[Tech50] India’s youngest unicorn Apna is hungry for more, aims to go global by touching more than 2B users
Nirmit Parikh was in Dallas when news of his startup, jobs and professional networking platform, entering the unicorn club reached him. It may have rung in celebrations for the 20-month-old, but Nirmit was focused on other things — primarily an expansion into the Southeast Asian and US markets.
“I spent the day with some of the workforce here to understand what they need in terms of upskilling and growth. The needs of this market are very different, and we believe growth in these markets is the next step for us,” says Nirmit in a conversation with YourStory.
The pre-revenue startup has already seen 125X growth. The platform has over five million job openings on the portal, 150,000 SMBs, and enterprise recruiters on the platform, 16 million users, and claims to have conducted 18 million interviews. It aims to touch over 2.3 billion people in the working class category across the world within the next two years. Apna is part of YourStory Tech50 2021 startups.
Focus on consistency
With the latest $100 million Series C funding led by Tiger Global, Apna is now valued at $1.1 billion, and has replaced B2B ecommerce platform Udaan as the youngest startup to reach the unicorn status.
However, Apna isn’t the first in this market. Startups like Betterplace are eyeing the same space and market as JustRojgar and Spayee. So what led investors to bet on this pre-revenue startup?
Nirmit has a one-word answer: consistency.
“If you look at our numbers and growth rate, you realise it has been consistent. And investors appreciate consistency,” he says.
Harshjit Sethi, MD, Sequoia India, agrees. “When Sequoia India first partnered with Apna, it was just an idea. It's amazing to see how quickly they have built the product and scaled in such a short span. The pace of growth is staggering - they have grown 125X in the last 15 months to 16 million users, facilitating 18 million interviews a month. [They] are among the fastest-growing companies we have seen,” he says.
The market Apna is targeting isn’t typically looked at by any of the larger HR portals. It is entirely dedicated to the blue and grey collar workforce, providing working opportunities based on their skillset.
“It is a problem everyone knows is big but always believes someone will solve it. My first order of business was to understand the market. This meant I worked as a plumber, electrician, barkeep, and at every other job for several months before I even began working on solving it using technology,” Nirmit says.
The upskilling factor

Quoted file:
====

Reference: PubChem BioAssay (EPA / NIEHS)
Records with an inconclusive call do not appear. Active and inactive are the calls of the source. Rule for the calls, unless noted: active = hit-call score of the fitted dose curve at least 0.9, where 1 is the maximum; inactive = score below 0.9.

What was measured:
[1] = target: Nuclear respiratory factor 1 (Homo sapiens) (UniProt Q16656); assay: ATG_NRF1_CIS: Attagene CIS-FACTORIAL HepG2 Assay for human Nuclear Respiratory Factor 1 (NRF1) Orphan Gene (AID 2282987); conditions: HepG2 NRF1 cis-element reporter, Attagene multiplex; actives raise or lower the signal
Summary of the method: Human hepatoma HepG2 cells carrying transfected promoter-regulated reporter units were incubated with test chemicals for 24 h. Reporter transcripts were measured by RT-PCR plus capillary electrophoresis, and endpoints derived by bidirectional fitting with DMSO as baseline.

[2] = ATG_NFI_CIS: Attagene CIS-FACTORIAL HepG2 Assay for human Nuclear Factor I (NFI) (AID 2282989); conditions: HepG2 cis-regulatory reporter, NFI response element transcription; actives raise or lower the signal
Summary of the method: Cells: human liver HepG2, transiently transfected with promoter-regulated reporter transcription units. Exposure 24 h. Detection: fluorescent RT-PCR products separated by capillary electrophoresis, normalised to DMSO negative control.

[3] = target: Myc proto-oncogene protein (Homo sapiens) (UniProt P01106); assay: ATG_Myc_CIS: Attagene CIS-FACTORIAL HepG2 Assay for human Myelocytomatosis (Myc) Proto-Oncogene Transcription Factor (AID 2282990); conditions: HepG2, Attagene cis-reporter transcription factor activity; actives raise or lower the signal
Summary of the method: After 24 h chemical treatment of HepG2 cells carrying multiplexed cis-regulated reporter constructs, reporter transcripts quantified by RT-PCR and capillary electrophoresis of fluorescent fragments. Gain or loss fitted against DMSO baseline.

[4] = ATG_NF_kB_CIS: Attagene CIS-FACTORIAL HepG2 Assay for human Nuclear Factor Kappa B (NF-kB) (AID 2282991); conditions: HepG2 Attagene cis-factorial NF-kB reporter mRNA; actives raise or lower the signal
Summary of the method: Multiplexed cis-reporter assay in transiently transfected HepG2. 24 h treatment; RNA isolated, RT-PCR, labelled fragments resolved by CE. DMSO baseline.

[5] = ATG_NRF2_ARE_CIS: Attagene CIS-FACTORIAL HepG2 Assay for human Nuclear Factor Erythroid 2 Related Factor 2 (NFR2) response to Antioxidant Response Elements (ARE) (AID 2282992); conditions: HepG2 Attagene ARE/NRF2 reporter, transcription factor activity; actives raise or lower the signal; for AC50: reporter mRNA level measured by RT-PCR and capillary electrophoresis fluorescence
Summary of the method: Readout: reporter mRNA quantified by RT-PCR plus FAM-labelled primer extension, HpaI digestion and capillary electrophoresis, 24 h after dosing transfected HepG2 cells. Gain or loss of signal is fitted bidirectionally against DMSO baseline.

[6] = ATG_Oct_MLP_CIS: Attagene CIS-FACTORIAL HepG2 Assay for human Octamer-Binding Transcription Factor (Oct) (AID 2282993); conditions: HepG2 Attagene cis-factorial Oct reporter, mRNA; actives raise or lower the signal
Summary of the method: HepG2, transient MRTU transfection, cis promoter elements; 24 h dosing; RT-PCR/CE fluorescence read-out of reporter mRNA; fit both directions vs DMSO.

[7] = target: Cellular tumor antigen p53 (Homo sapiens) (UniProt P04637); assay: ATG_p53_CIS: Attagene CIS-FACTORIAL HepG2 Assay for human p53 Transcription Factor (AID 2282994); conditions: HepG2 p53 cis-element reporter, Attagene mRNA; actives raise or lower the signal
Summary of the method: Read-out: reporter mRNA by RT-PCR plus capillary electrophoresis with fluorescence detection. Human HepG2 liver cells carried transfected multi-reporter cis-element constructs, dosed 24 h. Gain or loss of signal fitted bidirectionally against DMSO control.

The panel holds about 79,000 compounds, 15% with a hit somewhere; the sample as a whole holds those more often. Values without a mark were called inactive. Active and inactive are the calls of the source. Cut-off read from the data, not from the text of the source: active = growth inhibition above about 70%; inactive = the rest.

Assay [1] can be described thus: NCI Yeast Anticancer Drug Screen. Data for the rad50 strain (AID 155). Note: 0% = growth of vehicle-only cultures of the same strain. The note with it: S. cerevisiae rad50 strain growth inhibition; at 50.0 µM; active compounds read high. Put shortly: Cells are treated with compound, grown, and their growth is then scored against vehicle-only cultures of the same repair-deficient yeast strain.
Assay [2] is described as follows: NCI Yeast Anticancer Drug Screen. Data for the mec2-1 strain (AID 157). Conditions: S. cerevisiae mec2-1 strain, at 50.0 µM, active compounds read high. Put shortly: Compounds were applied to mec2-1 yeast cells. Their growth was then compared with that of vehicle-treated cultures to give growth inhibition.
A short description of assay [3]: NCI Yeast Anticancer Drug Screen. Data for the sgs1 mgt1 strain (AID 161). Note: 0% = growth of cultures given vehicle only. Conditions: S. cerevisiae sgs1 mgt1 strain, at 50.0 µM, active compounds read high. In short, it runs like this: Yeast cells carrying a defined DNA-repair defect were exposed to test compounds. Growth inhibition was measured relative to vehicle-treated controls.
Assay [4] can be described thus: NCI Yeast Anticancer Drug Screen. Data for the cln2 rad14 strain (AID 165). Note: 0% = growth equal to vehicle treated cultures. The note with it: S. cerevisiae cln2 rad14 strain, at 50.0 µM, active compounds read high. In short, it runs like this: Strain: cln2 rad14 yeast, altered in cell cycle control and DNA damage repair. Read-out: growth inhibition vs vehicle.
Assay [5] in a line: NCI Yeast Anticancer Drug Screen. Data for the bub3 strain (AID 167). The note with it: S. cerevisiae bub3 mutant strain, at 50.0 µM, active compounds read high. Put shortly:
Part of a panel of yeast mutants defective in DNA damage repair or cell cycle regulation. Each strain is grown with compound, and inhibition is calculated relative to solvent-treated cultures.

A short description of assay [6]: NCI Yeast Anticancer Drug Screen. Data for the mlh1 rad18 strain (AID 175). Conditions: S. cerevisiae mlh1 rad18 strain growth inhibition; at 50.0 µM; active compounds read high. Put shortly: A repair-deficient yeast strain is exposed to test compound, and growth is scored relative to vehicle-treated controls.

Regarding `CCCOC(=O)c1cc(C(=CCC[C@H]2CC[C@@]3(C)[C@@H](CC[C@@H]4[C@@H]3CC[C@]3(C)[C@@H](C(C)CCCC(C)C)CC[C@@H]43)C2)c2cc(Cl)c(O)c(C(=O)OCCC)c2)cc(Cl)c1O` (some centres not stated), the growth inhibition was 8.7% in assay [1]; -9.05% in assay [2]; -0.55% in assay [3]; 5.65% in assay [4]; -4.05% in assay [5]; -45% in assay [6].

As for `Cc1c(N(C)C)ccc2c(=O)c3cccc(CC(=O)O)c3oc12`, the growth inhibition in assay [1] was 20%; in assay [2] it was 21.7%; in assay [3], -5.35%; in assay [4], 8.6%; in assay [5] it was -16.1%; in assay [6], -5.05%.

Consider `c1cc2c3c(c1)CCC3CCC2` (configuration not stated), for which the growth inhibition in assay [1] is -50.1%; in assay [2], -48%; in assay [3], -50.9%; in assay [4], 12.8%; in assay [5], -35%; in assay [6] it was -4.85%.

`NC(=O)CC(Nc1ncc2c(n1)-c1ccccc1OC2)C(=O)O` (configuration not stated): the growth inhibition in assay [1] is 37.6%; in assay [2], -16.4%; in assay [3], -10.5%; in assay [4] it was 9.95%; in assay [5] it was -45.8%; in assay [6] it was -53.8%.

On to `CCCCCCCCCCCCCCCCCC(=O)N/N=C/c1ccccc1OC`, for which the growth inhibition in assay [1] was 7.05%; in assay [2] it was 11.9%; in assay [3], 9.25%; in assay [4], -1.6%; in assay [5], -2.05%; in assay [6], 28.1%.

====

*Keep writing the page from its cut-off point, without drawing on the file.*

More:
Apna aims to provide people with job opportunities by helping them build a digital professional identity, a solid network, and giving them access to the best local jobs. But it isn’t a market that can be built with a cookie cutter-model; it is vital to understand what people actually need to upskill.
The jobs platform is slowly doing that.
Shivam, a graphic designer who lost his job during the pandemic, started sharing his designs with the Apna community and initiated conversations with other users with similar interests. His passion and hard work got him freelancing work from the Apna community, and today he runs a designing agency and makes close to Rs 50 lakh in a year.
He may be one of the few making a lot of money, but there are several people whose monthly income has risen from Rs 5,000 to Rs 25,000.
Nirmit believes the reason that the grey and blue-collared workforce doesn’t scale is because it doesn’t get the right access to growth engines. He feels a small skill session or helping them understand something as simple as a pivot table can help them find a better job.
“Apna serves a market of hundreds of millions of Indians, who weren't served well by existing products. Existing products were too focused on well-off, white-collar employees. Helping India's grey and blue-collar workers find employment opportunities, upskilling them, and also enabling advertisers (e.g., a pipes company marketing to plumbers) is a very large and compelling opportunity,” Harshjit says.
Nirmit explains, that it isn’t edtech or education it is about giving them the right kind of skill for the right kind of job.
Matching employers and candidates
Nirmit explains that opportunities are available but there is information asymmetry. This is where Apna’s jobs help. He explains close to 80 percent of the jobs in India comes from social aids and connections. Another important factor is building and creating a network, which the company solves.
Harshjit says Apna is a very special company.
“This is due from three aspects: the size of opportunity they are going after, the strength of the founder and the Apna team, and the incredible traction they have seen so quickly after launch. Nirmit has many of the characteristics we see in our best founders. He has incredible clarity of thought, strong intuition for his user base, and is able to attract and lead a tremendous team,” he says.
The startup's platform leverages a sophisticated algorithm that matches candidates with employers taking into account their skills, experience, and preferences. The app comprises close to 70+ communities, including skilled professionals like carpenters, painters, tele callers, field sales agents, delivery personnel, and others.
“Apna is creating professional identities, communities and upward mobility for over 16 million people. The most powerful surprise for me has been the 'increase’ in user engagement during times of uncertainty like COVID-19 that reflects the depth of trust generated by the platform,” says Vaibhav Agrawal, Partner, Lightspeed India.